Stumbling into two self-pub houses, I got nearly immediate response. Should have titled this Vultures and Doves. Strong admonishment to get a lawyer if I write anything about abuse, while telling me no publisher will touch a memoir including such material. Yeah. Right. So, would that individual please explain the large number of published memoirs in my personal library concerned with same? And then why push interest in shepherding me to publication under their banner? Am I swimming with sharks?
The second email arrival, not achieving contact with a phone call, led me to his website to fill out a form leading me to a contract. the simple grammatical errors, poor spelling and general sloppiness tell me they don't care enough to be professional in their own work, so what would they do with mine?
Not WINNING yet, but LEARNING, for sure. Chalking this up to valuable experience, and adding in several fab blogs, I have discovered DAveandbillscocktailhour.com full of helpful info delivered with high good humor and, at last, some irreverance, a much needed posture in this business so fraught with heavy handed overbearing seriousness, like going to bad lunch at a musty, passé and ancient men's club with cheap cigars and huffy self importance.
It's time, folks, to breathe fresh air. The day of secret handshakes and shut-out need to be over, and lest you wonder, no; I have submitted nothing to anyone yet. But I have been around the block of life more than once and know a thing or two when i see it.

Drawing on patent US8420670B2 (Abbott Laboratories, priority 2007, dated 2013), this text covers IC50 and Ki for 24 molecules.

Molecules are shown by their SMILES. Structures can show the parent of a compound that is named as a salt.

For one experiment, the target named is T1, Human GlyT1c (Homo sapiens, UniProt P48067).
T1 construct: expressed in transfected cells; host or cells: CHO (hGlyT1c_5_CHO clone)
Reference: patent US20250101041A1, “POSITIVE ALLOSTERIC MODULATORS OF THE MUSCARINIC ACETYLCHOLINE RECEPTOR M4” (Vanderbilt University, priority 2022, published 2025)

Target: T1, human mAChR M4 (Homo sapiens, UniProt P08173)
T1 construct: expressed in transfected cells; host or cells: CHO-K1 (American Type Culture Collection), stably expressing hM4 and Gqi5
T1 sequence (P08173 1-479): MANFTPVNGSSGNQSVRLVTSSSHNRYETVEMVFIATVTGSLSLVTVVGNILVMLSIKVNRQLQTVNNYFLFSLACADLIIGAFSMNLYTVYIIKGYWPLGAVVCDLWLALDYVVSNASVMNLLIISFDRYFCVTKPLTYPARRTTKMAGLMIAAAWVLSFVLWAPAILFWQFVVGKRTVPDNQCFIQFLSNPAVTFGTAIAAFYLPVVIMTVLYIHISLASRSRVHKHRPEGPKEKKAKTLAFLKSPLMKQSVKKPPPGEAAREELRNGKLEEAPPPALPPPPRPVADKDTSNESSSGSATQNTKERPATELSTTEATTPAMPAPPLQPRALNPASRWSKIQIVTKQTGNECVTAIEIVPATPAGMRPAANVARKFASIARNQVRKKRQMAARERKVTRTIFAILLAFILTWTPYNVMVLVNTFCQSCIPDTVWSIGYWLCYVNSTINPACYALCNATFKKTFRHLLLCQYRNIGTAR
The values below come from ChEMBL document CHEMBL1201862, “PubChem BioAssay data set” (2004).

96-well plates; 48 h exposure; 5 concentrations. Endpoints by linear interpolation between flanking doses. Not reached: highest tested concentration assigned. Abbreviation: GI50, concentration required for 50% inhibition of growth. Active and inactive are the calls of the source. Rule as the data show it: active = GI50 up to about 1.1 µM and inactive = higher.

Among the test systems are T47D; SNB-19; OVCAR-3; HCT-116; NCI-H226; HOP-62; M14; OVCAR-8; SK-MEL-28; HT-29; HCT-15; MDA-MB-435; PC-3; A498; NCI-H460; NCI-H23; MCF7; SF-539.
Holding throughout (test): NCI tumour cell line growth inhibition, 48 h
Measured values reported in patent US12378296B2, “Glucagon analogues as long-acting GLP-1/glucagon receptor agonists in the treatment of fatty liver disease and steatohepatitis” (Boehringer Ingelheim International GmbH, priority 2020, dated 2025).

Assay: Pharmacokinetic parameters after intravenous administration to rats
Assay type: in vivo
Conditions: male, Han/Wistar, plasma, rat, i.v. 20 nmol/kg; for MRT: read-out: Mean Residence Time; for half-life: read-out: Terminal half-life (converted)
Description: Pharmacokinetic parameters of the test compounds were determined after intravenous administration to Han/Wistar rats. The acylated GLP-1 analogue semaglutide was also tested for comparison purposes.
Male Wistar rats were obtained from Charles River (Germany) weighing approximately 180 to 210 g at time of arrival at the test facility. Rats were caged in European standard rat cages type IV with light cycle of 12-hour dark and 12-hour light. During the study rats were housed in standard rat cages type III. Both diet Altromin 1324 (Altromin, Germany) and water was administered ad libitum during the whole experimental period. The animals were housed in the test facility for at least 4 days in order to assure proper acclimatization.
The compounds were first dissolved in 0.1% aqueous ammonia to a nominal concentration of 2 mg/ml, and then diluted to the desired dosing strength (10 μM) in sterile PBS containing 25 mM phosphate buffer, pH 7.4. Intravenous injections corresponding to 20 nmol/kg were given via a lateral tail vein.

In the meantime I am into second draft, building my show/ tell weakness, taking small comfort in the information that says most memoirists have this deficiency. Cold comfort. I want to be better than that. a suggestion from the aforementioned blog asks that I randomly select ten pages and search them for olfactory references. Did that and found three. According to Dave and Bill, that's pretty good, but to aim for five. This was actually a natural, since I lived in a farm town, redolent with the smell of the local cannery...peaches, tomatoes, beans filled the air. And the alfalfa field bordering our lawn and newly mown, fills my nose even today, along with recently cut hay when the car windows were down on a late spring day. And most childhood Sundays found gangs of family crowded around a table full of incredible food, hot and savory,followed by sugary sweet fruits and chocolates and hot bread. Our noses were as alive as our taste buds.
Addressing my story as a reader, not a writer, is my best instruction. Reading out loud is very good but having someone else read my story out loud to me is a stunning revelation. Give it a try. Pick your toughest critic. Let fly.